6.Coming now to our case, therespondent called three witnesses at the trial. The appellant on his part, testified as DW1 and did not call any other witnesses. Based on the evidence on record, the trial court found the appellant 100% liable for the accident.
7.I have subjected the evidence on record to a fresh evaluation with regard to liability. PW1 Dominic Muwa Maundu was the father of the deceased Boniface Maundu. He was not at the scene. He said that he was informed about the accident on phone. PW2 James Muthiani Ndaka testified that he was an eye witness to the accident and that the accident occurred at 3a.m. He said that the motor vehicle was at high speed, lost control and hit the deceased who was standing to give way. PW3 PC Francis Gitonga was a police officer who stated that the case was still under investigation at the time of hearing.
8.The appellant on the other hand, testified as DW1 and said that the accident was caused by the deceased who joined the road from Kapeo while speeding. He said that the motor cycle had no lights and that the deceased wore a black T-shirt. That he (DW1) was charged with careless driving and was on cash bail of Kshs. 20,000/=
9.In my view, with the evidence on record, with a collision having occurred at night at a road junction, it cannot be said with certainty that one or the other of the driver of the motor vehicle or the motor cycle rider was 100% to blame. From the evidence however, the appellant was principally to blame for the accident for overspeeding. From the evidence on record therefore, I find that the deceased was not 100% to blame for the accident. I will thus set aside the 100% liability found by the trial court and find that theappellant was 90% liable for the accident and the deceased 10% liable in negligence.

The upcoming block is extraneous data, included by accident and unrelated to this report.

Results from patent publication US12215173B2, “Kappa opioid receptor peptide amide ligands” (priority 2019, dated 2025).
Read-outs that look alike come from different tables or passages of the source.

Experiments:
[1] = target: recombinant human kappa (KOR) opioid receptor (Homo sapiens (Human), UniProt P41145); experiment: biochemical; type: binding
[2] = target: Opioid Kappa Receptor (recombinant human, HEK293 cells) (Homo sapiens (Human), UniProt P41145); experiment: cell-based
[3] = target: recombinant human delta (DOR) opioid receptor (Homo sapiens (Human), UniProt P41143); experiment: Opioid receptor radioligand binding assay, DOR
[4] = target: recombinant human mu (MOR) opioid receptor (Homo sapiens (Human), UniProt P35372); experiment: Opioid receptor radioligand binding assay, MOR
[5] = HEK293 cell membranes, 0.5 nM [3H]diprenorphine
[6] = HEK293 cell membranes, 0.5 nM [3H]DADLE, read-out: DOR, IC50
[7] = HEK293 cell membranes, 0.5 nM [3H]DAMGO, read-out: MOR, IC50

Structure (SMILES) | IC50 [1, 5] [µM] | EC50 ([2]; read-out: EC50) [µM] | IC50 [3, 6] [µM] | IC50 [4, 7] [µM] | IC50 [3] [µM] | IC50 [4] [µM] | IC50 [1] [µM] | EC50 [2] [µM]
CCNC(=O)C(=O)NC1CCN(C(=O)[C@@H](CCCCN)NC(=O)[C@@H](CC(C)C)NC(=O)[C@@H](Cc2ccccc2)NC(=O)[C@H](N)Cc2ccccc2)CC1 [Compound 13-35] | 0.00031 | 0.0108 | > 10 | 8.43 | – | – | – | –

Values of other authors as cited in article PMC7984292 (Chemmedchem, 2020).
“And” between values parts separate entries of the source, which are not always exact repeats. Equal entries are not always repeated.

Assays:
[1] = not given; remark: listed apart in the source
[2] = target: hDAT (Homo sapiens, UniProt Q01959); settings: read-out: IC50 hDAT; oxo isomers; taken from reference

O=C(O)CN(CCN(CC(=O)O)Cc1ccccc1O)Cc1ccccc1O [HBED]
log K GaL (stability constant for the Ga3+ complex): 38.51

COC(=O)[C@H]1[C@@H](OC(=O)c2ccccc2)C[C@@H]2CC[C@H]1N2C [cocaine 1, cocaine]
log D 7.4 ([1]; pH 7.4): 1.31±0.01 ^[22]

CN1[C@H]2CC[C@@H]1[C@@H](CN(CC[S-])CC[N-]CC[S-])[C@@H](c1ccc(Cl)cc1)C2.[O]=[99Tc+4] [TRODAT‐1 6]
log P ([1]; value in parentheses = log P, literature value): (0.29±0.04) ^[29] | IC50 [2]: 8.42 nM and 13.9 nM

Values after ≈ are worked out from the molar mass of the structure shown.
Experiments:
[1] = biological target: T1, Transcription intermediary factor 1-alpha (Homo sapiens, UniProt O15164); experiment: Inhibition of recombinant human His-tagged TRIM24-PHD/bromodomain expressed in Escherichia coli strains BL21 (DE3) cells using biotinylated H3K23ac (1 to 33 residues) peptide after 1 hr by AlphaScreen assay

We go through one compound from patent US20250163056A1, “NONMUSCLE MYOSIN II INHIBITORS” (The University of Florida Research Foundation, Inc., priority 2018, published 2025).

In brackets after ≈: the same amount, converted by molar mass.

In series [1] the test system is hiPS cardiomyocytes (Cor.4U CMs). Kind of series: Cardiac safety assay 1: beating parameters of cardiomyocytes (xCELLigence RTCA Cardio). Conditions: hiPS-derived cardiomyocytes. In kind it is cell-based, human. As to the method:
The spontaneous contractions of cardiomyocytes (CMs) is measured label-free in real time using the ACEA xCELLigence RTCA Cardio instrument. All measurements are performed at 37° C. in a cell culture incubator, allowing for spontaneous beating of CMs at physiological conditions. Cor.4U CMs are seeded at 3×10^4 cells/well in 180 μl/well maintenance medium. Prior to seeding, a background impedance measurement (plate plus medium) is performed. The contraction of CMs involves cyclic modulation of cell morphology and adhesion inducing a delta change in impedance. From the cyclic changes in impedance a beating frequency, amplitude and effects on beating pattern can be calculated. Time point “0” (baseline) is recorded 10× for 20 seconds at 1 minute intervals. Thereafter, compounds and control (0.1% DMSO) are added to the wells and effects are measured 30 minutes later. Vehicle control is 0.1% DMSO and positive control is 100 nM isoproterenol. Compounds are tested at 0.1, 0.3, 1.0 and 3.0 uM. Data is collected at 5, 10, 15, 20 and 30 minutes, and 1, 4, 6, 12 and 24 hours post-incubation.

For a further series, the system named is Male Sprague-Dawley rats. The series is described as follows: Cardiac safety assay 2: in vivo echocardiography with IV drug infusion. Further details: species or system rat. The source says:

10.With regard to the quantum of damages awarded, I note that the appellant’s Counsel concedes to the amount of Kshs. 100,000/= awarded for loss of expectation of life, but disputes the amount awarded for pain and suffering and also for loss of dependency.
11.On the award for pain and suffering, Counsel submitted for the appellant that the amount of Kshs. 30,000/= be reduced to Kshs. 10,000/= I will retain the Kshs. 30,000/= award as I am of the view that it is reasonable and within range of current awards. With regard to loss of dependency Counsel contends that the amount of Kshs. 2,936,538/= be reduced to Kshs. 954,112/=
12.Having evaluated the evidence on record, where it is established that the deceased was 30 years old with no history of bad health, I am of the view that the multiplier of 25 years applied by the trial court was reasonable. As for the multiplicand, an employment letter from the Constituency Development Fund was relied upon. I have seen the letter and note that the employment contract was from 9th August, 2014 for a duration of 3 years renewable. The basic salary was Kshs. 24,662/= per month and house allowance of Kshs. 5,000/= subject to statutory deductions.